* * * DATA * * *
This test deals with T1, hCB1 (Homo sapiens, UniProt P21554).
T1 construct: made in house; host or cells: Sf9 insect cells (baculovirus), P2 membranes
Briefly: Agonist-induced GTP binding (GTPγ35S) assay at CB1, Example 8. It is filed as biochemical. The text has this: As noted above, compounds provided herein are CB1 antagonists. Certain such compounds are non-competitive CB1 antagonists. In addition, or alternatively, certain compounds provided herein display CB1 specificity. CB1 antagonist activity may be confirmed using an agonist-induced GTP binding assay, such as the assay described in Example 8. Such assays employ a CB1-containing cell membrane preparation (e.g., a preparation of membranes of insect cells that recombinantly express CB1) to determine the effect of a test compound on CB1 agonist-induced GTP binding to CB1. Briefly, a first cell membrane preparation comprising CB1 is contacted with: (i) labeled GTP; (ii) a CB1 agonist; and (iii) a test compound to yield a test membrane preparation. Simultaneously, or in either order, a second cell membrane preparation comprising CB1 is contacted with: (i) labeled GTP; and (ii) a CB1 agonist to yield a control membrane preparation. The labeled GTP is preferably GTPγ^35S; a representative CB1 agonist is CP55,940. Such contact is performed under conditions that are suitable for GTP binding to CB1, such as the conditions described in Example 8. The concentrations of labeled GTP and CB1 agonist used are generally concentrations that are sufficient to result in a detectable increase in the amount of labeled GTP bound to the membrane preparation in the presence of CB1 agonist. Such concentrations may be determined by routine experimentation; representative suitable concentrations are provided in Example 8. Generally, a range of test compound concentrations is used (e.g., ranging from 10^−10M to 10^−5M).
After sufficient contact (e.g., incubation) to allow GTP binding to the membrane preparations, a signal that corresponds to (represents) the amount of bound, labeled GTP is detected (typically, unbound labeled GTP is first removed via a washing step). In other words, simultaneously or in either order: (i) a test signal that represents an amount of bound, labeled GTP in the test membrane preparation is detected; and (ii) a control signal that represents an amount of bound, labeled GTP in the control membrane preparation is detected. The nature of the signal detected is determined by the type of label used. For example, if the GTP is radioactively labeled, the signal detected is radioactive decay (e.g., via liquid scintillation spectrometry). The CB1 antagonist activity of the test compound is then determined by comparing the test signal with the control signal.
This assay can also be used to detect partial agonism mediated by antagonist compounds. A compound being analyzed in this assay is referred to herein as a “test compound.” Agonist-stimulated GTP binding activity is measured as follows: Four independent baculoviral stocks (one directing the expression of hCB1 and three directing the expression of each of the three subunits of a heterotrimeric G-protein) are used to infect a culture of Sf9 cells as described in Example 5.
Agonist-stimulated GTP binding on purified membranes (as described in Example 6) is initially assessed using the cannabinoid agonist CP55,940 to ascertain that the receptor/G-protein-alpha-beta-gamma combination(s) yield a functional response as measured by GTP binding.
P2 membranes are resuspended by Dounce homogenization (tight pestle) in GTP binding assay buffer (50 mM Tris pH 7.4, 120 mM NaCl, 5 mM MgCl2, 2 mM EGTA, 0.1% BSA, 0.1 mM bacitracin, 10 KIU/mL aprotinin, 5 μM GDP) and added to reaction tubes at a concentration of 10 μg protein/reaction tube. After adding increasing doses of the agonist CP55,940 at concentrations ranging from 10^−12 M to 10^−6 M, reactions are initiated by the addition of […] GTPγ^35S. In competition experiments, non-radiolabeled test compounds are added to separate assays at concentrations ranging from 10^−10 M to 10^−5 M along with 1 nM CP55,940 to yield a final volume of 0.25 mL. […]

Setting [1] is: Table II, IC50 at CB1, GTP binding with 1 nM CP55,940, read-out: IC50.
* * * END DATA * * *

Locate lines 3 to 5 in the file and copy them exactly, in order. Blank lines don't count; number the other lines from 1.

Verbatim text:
Briefly: Agonist-induced GTP binding (GTPγ35S) assay at CB1, Example 8. It is filed as biochemical. The text has this: As noted above, compounds provided herein are CB1 antagonists. Certain such compounds are non-competitive CB1 antagonists. In addition, or alternatively, certain compounds provided herein display CB1 specificity. CB1 antagonist activity may be confirmed using an agonist-induced GTP binding assay, such as the assay described in Example 8. Such assays employ a CB1-containing cell membrane preparation (e.g., a preparation of membranes of insect cells that recombinantly express CB1) to determine the effect of a test compound on CB1 agonist-induced GTP binding to CB1. Briefly, a first cell membrane preparation comprising CB1 is contacted with: (i) labeled GTP; (ii) a CB1 agonist; and (iii) a test compound to yield a test membrane preparation. Simultaneously, or in either order, a second cell membrane preparation comprising CB1 is contacted with: (i) labeled GTP; and (ii) a CB1 agonist to yield a control membrane preparation. The labeled GTP is preferably GTPγ^35S; a representative CB1 agonist is CP55,940. Such contact is performed under conditions that are suitable for GTP binding to CB1, such as the conditions described in Example 8. The concentrations of labeled GTP and CB1 agonist used are generally concentrations that are sufficient to result in a detectable increase in the amount of labeled GTP bound to the membrane preparation in the presence of CB1 agonist. Such concentrations may be determined by routine experimentation; representative suitable concentrations are provided in Example 8. Generally, a range of test compound concentrations is used (e.g., ranging from 10^−10M to 10^−5M).
After sufficient contact (e.g., incubation) to allow GTP binding to the membrane preparations, a signal that corresponds to (represents) the amount of bound, labeled GTP is detected (typically, unbound labeled GTP is first removed via a washing step). In other words, simultaneously or in either order: (i) a test signal that represents an amount of bound, labeled GTP in the test membrane preparation is detected; and (ii) a control signal that represents an amount of bound, labeled GTP in the control membrane preparation is detected. The nature of the signal detected is determined by the type of label used. For example, if the GTP is radioactively labeled, the signal detected is radioactive decay (e.g., via liquid scintillation spectrometry). The CB1 antagonist activity of the test compound is then determined by comparing the test signal with the control signal.
This assay can also be used to detect partial agonism mediated by antagonist compounds. A compound being analyzed in this assay is referred to herein as a “test compound.” Agonist-stimulated GTP binding activity is measured as follows: Four independent baculoviral stocks (one directing the expression of hCB1 and three directing the expression of each of the three subunits of a heterotrimeric G-protein) are used to infect a culture of Sf9 cells as described in Example 5.